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I am getting conflicting information, my lawyer says the house proceeds cannot be used to pay expenses of administrative needs of the estate, but the Will says that expenses of administrative are to be paid out of the estate (along with expenses of last illness, taxes, and some other things).
Nobody else I've talked with has heard that house proceeds cannot be used to pay estate expenses.
I always thought once the house is sold, the check gets put into the estate bank account, and from there I pay bills (including the lawyer bills which are considerable).
The lawyer says only MERP gets any house proceeds. I think that is contradicting what the Will says, and what my parents intended.
What have other people done, I am thinking I need to find a different lawyer at this point.
How else would expenses of estate administration get paid, if not from proceeds of house sale? Everything else had beneficiaries designated. And the real estate agent gets paid from the house proceeds so why not the lawyer and a few other bills.

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Yes there is still a mortgage, and they will get the usual pay-off at closing. House is in need of further repair (or price reductions) before it can sell (radon and another issue). But the whole thing is not in Probate -- everything had a designated beneficiary, and contents of.house were not enough value to meet required probate level. However, if the will is contested it could wind up in Probate -- but there won't be any money to pay legal bills without the house proceeds, so, again, it all seems very unworkable. A good solution would be to just get the house sold and not be entertaining questions which require lawyers to hum and haw about the answer.
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Just like Medicaid's regulations, probate rules are state dependent.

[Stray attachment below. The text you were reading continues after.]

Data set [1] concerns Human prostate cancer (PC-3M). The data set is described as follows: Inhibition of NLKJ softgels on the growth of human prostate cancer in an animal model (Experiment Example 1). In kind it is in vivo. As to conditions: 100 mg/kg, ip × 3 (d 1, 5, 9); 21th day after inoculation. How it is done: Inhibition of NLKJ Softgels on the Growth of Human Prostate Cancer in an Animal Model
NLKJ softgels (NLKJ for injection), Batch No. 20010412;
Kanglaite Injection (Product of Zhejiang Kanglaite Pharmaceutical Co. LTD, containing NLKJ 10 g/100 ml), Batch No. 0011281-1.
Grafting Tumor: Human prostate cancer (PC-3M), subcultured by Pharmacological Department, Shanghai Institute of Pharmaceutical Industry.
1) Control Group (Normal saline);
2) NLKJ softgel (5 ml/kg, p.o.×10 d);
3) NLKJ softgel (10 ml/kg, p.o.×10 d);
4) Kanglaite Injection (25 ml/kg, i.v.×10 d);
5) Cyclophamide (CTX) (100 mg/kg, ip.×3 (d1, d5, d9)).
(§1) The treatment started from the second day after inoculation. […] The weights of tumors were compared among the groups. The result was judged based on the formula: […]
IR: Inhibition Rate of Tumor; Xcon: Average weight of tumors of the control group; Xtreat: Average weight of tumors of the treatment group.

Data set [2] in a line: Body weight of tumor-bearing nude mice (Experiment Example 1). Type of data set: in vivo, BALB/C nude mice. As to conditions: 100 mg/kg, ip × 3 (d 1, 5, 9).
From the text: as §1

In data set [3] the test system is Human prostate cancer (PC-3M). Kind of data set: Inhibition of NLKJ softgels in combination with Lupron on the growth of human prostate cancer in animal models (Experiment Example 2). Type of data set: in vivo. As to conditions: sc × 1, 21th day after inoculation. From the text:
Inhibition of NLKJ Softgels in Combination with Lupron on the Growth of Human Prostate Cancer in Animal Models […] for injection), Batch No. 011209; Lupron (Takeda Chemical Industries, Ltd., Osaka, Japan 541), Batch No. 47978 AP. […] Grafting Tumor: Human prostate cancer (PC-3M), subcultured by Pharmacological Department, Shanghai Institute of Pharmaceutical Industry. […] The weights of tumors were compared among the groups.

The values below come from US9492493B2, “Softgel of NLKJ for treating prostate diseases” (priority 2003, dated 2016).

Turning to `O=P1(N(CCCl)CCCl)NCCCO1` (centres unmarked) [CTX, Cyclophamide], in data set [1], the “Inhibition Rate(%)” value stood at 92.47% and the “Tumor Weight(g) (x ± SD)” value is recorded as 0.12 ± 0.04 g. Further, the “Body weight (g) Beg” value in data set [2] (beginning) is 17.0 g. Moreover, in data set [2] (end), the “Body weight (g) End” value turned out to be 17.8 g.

My mom's state (TX) is a Level of Claim probate state and paid in order of level. Her estate has class 1, 2, 3 & 7 claims. Class 7 btw is the class for MERP. For her state, my understanding & experience is that Judges determine what is a reasonable compromise if that is needed to settle the estate within the time period allowed (4 years) for probate to be open once Letters Testamentary issued. What I (& others) have been advised to do is to provide documentation in detail for all costs that could be reasonably be included a Class. In addition, within TX Admininstrative Code all reasonable costs documented & associated with the property are deductible from any MERP claim. At some point, probate becomes a negotiation if the assets of the estate will not cover all claims. The house is considered an asset of the estate as it was entered as such within the initial inventory. For a low value or modest house, amount could be very small from which to settle all claims. Probate can be a waiting situation with which eventually someone blinks.

Mallory - I'd suggest you ask your atty if you can enter a claim for all your costs to deal with the house & any funeral costs since mom died. Also ask that IF you do not pay your atty's bill from this point on, does he file a claim against the estate?

Also Isn't there a mortgage on the house? or am I getting your situation mixed up with another? If so, How is the mortgage being paid or has it been paid off via a insurance policy set up to do that?
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the key words in the Statute are "other than". So if there are no spouse or children (or grandchildren or nieces or nephews) to inherit anything, if the house is supposed to go to a charity, or the live-in boyfriend who is not the spouse, then the house proceeds can have deductions for estate admin, lawyers, bills, etc etc.
The only way around this as I see it, is at the closing, where the real estate agent gets paid their 7 percent fee, and there are oodles of other things that get paid....but all these things are "house-related" (mechanic's liens for example, would get attached to the title and be satisfied before the house can close, I assume AT the closing a check would be cut to them in the same way the real estate agent gets a check?).
The priority of claims in MN has #1 "class" being expenses of estate administration, which is lawyers as well as executors fee.
It may be that the only way to interrupt this crazy scheme is to send the whole estate to Probate court, and have a judge rule that the Will supercedes state law....but I doubt they would do that (?).
But this situation I find myself in, should lead EVERYONE to read up on their state's laws regarding "Descent of Homestead.". Because, unless there is a little account set up somewhere, in cash (perhaps some type of special Trust account?), which is solely designated to be used by the executor to use for the estate administration expenses, bills of last illness, etc, there is not going to be any way to "administer" the estate.
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Sorry. I goofed. That provision applies to a trust of which the descendants are the beneficiaries. Sorry. I'll reread it again to see what I can figure out.